I would like to pressure test a closed hydronic radiator system that has an expansion tank on it. I can detach the furnace, shut the water supply, and then mount a gauge with a nozzle on it that I can pump to something like 15-20 psi of compressed air and hope it keeps the pressure, meaning no leaks. I've done that with my gas pipes before successfully.

I am only concerned about the expansion tank. Should I remove it and put a plug in its system socket, or can it withstand that kind of pressure? I'm afraid of it exploding.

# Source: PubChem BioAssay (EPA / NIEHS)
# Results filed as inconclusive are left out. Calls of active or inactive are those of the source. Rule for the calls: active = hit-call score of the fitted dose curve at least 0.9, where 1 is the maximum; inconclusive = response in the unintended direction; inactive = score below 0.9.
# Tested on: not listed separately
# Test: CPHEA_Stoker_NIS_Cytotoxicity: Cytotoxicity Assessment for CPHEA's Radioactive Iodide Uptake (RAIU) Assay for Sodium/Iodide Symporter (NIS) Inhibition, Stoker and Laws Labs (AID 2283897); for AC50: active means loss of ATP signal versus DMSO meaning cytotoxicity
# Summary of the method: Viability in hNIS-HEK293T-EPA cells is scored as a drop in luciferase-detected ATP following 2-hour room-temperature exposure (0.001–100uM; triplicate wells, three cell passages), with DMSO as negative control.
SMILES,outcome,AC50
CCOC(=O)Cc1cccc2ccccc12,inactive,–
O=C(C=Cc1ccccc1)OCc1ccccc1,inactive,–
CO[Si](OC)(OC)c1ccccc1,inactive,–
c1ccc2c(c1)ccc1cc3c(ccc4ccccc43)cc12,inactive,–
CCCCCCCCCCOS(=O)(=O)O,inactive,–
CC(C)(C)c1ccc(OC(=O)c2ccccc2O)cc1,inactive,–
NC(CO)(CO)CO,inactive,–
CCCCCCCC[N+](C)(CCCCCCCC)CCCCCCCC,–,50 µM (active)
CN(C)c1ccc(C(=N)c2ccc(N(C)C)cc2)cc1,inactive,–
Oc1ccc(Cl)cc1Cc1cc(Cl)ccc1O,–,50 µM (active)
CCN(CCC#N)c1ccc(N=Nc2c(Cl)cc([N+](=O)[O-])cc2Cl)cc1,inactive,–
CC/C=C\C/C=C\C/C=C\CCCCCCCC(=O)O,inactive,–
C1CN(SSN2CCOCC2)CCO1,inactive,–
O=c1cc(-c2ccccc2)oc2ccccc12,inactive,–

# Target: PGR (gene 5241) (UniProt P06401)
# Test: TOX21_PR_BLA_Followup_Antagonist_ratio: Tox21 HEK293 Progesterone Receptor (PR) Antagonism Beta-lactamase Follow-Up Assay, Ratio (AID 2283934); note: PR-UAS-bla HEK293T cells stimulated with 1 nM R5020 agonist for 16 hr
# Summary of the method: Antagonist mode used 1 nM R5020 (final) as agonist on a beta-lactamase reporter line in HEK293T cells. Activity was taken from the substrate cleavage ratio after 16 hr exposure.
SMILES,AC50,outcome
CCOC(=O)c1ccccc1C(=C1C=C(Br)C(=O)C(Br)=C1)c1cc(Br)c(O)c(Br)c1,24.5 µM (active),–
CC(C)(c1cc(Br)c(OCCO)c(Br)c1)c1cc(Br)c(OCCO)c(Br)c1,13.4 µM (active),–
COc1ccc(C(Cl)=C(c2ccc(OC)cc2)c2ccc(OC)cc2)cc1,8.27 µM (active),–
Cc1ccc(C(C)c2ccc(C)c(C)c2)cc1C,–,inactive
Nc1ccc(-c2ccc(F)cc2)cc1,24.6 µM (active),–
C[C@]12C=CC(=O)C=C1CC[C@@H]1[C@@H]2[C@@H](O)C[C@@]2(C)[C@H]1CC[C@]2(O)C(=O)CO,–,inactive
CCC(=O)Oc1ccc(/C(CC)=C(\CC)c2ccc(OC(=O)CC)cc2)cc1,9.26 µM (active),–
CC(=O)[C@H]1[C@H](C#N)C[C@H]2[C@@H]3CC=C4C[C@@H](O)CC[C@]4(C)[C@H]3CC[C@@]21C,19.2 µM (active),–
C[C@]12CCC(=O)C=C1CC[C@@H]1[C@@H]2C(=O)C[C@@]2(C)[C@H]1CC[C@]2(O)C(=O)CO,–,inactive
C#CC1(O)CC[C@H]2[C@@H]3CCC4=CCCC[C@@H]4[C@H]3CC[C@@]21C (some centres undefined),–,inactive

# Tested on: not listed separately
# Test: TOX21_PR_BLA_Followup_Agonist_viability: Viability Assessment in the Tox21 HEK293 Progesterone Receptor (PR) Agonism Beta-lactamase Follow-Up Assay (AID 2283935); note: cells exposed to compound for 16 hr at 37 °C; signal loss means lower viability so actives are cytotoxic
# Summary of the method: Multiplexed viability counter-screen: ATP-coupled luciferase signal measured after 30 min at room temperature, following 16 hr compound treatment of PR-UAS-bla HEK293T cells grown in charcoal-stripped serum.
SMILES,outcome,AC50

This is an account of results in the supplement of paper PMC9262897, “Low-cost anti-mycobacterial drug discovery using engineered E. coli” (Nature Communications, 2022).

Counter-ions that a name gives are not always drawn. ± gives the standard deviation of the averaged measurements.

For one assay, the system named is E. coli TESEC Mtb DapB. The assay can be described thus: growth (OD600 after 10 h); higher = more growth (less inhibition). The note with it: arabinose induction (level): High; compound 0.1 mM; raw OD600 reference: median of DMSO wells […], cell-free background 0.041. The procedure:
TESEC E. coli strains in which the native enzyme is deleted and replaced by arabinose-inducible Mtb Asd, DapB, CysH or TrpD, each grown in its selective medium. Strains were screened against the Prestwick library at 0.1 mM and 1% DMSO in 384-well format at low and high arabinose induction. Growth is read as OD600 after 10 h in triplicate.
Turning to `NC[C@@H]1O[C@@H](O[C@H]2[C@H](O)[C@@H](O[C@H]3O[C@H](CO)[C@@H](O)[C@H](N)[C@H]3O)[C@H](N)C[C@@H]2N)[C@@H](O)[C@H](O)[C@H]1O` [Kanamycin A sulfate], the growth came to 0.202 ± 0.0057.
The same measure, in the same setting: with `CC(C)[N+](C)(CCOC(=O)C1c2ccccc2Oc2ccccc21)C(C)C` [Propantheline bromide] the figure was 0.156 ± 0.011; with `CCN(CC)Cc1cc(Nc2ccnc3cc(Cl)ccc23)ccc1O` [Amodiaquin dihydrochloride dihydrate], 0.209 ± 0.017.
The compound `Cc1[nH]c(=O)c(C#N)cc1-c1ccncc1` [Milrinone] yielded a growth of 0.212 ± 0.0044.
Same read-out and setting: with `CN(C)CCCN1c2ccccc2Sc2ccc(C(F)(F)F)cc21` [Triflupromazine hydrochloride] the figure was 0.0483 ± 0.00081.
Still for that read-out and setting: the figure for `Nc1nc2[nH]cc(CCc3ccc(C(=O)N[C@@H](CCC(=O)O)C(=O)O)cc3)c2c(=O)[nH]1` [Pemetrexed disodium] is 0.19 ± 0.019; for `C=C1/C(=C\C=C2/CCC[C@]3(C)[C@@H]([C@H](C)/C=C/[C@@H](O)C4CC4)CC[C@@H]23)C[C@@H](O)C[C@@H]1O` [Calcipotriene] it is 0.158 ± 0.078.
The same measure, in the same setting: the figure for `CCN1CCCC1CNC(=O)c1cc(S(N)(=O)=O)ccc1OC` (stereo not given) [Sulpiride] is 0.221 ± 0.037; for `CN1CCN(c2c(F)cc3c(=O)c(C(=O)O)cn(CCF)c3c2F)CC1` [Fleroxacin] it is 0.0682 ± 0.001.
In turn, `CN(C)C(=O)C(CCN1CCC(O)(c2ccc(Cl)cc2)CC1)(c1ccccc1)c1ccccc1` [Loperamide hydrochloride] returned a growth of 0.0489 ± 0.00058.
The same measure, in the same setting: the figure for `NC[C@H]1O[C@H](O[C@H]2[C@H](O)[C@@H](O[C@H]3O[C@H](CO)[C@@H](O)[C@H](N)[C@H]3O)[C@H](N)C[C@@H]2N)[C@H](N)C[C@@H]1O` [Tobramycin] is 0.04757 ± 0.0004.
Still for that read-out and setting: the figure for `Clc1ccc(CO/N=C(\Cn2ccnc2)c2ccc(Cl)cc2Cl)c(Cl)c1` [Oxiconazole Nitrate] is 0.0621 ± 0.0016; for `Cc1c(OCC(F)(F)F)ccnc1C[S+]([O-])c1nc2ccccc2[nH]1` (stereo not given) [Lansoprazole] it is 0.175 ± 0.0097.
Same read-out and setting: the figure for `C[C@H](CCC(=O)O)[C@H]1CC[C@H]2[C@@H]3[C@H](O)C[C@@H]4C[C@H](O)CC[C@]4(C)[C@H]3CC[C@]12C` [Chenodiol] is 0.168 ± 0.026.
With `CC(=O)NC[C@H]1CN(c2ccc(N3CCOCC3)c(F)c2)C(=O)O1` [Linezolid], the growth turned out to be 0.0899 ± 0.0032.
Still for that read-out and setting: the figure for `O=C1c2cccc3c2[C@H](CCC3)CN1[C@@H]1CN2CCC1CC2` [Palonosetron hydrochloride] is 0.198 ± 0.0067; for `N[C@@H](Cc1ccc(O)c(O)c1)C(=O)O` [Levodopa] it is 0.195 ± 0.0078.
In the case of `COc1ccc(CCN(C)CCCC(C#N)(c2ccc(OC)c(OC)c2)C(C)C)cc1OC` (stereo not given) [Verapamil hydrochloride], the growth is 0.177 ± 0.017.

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Check the rating on the expansion tank, but I'm almost certain it would be able to withstand 15-20 PSI. But I'd still remove it and here's why. If you have a slow leak, the expansion tank would act as a buffer (add volume), to your system. This would make any loss of pressure much slower, perhaps to the point where you didn't realize you have a leak.

Is there a reason you don't want to use water to test? Water doesn't compress and any leaks would result in rapid pressure drop. You'd have to control for temperature variations but over a few days, you'd know if you had a leak.

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